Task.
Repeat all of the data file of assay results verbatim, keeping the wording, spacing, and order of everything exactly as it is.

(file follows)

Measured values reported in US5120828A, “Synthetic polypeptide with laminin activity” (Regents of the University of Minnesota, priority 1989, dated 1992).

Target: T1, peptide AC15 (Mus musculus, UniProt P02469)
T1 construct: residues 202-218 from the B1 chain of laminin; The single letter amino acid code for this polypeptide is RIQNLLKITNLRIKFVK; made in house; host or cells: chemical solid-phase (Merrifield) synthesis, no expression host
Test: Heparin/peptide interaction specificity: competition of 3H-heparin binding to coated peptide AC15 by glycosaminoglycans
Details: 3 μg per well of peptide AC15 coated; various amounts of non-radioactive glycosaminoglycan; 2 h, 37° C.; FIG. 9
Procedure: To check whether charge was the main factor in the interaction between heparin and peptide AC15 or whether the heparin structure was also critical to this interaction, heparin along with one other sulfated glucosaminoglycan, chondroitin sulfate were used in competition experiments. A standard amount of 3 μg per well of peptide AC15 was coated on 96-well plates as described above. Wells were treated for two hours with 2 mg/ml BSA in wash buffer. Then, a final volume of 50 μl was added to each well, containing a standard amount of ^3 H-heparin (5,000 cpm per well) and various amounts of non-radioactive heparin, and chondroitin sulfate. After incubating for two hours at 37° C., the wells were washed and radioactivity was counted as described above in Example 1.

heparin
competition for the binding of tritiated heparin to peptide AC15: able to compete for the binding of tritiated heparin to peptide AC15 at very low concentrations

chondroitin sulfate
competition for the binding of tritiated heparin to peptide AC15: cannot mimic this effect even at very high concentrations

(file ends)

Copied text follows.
Measured values reported in US5120828A, “Synthetic polypeptide with laminin activity” (Regents of the University of Minnesota, priority 1989, dated 1992).

Target: T1, peptide AC15 (Mus musculus, UniProt P02469)
T1 construct: residues 202-218 from the B1 chain of laminin; The single letter amino acid code for this polypeptide is RIQNLLKITNLRIKFVK; made in house; host or cells: chemical solid-phase (Merrifield) synthesis, no expression host
Test: Heparin/peptide interaction specificity: competition of 3H-heparin binding to coated peptide AC15 by glycosaminoglycans
Details: 3 μg per well of peptide AC15 coated; various amounts of non-radioactive glycosaminoglycan; 2 h, 37° C.; FIG. 9
Procedure: To check whether charge was the main factor in the interaction between heparin and peptide AC15 or whether the heparin structure was also critical to this interaction, heparin along with one other sulfated glucosaminoglycan, chondroitin sulfate were used in competition experiments. A standard amount of 3 μg per well of peptide AC15 was coated on 96-well plates as described above. Wells were treated for two hours with 2 mg/ml BSA in wash buffer. Then, a final volume of 50 μl was added to each well, containing a standard amount of ^3 H-heparin (5,000 cpm per well) and various amounts of non-radioactive heparin, and chondroitin sulfate. After incubating for two hours at 37° C., the wells were washed and radioactivity was counted as described above in Example 1.

heparin
competition for the binding of tritiated heparin to peptide AC15: able to compete for the binding of tritiated heparin to peptide AC15 at very low concentrations

chondroitin sulfate
competition for the binding of tritiated heparin to peptide AC15: cannot mimic this effect even at very high concentrations